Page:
ROGER WILTZ: No game in bag, but still a great hunt
Have you ever gone off by yourself -- like giving yourself a chance to reflect, think things out? Last Thursday morning, I climbed into my pickup and headed west. In the back were clothes for three days, simple breakfast and sandwich fixings, a crossbow, shotgun, varmint rifle, sleeping bag and pillow.
As I rumbled by Thunder Butte, the radio blasted Johnny Cash's "Ghost Riders." "Yipee I Ooh!" This was my South Dakota. Western South Dakota's landscape along Highway 212 and Highway 20 had made a subtle adjustment since my last visit. It thought it was farm country -- not antelope pasture. Field after field of 150 bushel corn paralleled the long lonesome. Do cowboys own combines?
Now it was miles of gravel road. "Open Range" the signs said. Just before I pulled into the yard, I had to stop my Dodge. Rooster pheasants were all over the road. It had been like that for miles wherever there were buildings. Didn't any pheasant hunters know about these western ringnecks?
For two years I've had my crossbow, but I've yet to let an arrow fly. I was getting anxious, but not enough to end my archery season prematurely. As the sun settled into an apricot-colored ribbon of stark buttes, I sat on the gray trunk of a long forgotten cottonwood. I hoped I could become one with the whitened, gnarled deadfalls around me.
Two white-tailed does -- fawns in tow -- stopped 15 yards in front of me. They looked hard, stomped their hooves, wheezed and bolted. Then they returned! A fawn looked back, but no bucks followed. I let them walk.
Friday evening, I stood in some round bales on the northwest corner of an alfalfa field. Along the west fence about 300 yards out a steady stream of deer entered the alfalfa. Could I somehow hide there? I'd check it out tomorrow. That same night, I passed on a 10-yard shot at a white-tailed doe.
Late Saturday morning, I examined the place where the deer had entered the field the previous evening. A small drainage that ran into a larger draw began under the fence. Tracks revealed a deer thoroughfare. I built a nest of tumbleweed around nearby sagebrush and planned to return around 4 p.m. In the meantime, I'd get my shotgun and hunt sharp-tailed grouse.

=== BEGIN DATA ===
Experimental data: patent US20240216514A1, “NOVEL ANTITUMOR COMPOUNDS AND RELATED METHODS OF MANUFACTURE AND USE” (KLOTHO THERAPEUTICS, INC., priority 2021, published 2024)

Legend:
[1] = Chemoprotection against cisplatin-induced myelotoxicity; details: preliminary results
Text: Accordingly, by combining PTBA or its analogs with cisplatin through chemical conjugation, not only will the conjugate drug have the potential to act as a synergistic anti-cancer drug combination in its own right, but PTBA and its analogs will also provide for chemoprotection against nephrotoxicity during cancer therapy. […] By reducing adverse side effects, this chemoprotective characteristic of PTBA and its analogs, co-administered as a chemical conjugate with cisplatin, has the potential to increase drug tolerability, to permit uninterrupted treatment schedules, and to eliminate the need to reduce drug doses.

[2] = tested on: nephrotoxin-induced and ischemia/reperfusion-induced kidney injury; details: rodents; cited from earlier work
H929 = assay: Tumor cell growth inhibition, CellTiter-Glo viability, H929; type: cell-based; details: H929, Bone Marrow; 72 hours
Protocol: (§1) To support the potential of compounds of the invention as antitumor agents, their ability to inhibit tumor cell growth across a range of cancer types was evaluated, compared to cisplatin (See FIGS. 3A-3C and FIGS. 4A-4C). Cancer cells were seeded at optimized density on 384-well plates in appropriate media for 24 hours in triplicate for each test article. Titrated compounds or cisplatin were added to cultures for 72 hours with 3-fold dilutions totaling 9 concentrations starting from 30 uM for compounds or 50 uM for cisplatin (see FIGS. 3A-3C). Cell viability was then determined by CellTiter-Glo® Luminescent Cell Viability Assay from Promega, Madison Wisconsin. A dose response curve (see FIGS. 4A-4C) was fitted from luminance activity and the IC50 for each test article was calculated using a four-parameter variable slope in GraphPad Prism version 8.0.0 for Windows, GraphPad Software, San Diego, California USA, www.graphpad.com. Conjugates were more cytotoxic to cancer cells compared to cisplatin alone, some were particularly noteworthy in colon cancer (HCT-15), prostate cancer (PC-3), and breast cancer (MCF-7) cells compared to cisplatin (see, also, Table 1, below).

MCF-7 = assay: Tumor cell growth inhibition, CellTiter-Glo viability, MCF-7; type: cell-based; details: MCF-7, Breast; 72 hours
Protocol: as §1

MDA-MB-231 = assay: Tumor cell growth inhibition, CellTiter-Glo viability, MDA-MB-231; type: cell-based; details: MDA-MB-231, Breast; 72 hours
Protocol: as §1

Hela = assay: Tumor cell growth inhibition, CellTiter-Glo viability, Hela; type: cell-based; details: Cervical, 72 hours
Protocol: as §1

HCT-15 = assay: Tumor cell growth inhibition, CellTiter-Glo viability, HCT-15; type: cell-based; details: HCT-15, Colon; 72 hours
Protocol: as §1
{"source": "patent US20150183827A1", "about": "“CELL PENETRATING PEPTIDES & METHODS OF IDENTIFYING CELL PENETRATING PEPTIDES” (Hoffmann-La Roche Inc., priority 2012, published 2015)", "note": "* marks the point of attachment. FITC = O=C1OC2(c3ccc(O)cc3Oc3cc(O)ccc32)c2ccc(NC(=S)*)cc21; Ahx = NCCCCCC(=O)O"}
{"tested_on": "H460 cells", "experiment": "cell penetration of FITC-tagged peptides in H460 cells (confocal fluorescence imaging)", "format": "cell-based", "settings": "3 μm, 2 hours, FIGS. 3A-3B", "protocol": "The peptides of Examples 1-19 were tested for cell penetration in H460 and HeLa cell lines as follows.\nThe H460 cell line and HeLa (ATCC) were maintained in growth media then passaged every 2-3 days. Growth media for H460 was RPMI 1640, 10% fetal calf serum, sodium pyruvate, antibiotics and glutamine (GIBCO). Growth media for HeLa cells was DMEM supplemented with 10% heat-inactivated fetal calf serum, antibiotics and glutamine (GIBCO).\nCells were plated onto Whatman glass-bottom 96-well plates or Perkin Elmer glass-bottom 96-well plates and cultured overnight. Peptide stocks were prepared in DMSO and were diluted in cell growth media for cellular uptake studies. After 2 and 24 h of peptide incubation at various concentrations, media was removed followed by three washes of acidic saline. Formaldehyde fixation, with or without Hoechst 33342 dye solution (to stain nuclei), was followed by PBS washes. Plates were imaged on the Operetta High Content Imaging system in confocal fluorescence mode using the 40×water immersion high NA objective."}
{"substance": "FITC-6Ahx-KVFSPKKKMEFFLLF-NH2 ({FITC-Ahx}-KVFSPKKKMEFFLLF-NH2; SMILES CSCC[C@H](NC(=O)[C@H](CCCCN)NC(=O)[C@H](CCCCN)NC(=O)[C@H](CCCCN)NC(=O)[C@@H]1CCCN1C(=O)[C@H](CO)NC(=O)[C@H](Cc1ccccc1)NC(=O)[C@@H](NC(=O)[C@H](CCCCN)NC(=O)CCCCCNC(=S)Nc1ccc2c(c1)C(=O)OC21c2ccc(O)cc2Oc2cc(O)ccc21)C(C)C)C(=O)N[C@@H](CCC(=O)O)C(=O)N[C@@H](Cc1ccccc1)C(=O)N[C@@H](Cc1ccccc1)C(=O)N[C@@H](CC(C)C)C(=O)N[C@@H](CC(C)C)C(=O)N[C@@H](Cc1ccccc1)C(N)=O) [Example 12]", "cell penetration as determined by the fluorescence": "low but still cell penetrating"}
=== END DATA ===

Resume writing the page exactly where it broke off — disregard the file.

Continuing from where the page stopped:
All efforts to find grouse were in vain. Perhaps, there were no grouse. But now it was time to go to my new deer blind. The earlier northwest wind had shifted. Now, it blew from the east -- a wind that would carry my scent into the stream of deer traffic. Even though I knew better, I maintained my post until dusk. No deer showed, but I did discover something else.
About an hour before sundown, grouse -- with wings set -- buzzed just over the top of my head. They flew that draw and landed for the night in the alfalfa just yards from where I hid. They cooed and cackled back and forth, and eventually fell into total silence. Hundreds had flown over. Now, they appeared to be asleep. I had learned something very important about grouse. In the future, I'll use this knowledge with restraint.
- As of this past weekend, I have an idea for Game, Fish and Parks. My West-River deer firearms license contains two "antlerless" deer tags. In an effort to see more antlerless deer killed, GF&P opened the season on those antlerless deer when the rifle antelope season opened the first weekend of October. They closed the season when the antelope season ended in mid-October. This early season was a good idea!
The way I understand it, I can use my archery gear to fill a "rifle" tag, but I can't use my rifle to fill an "archery" tag. This makes good sense. However, if I had been able to use my archery equipment to fill an anterless rifle tag this past weekend, a surplus deer might have been tagged -- a good deal for the landowner as well as the food pantry. What would it have hurt to allow the early antlerless rifle season to run nonstop through the coming rifle season? I know what I'm going to hear: "If you want to take a doe, use your archery tag and don't be so selfish."
- About 25 years ago, the headline on my column read, "Real men visit their doctor." I was talking about how quick it was, and how little it hurt, to bend over at an annual checkup. Since I turned 40, I've had an annual examination for colon and prostate cancer.
I'm hurting right now. I recently lost a friend, and on the little western tour mentioned here, I learned a dear friend is courageously battling prostate cancer. I'd give everything I own to see that friend healthy, and to bring back my other friend, but it doesn't work that way. Guys, you love your wives, kids and grandkids. Do it for them. Pay your doctor or P.A. a visit.
See you next week.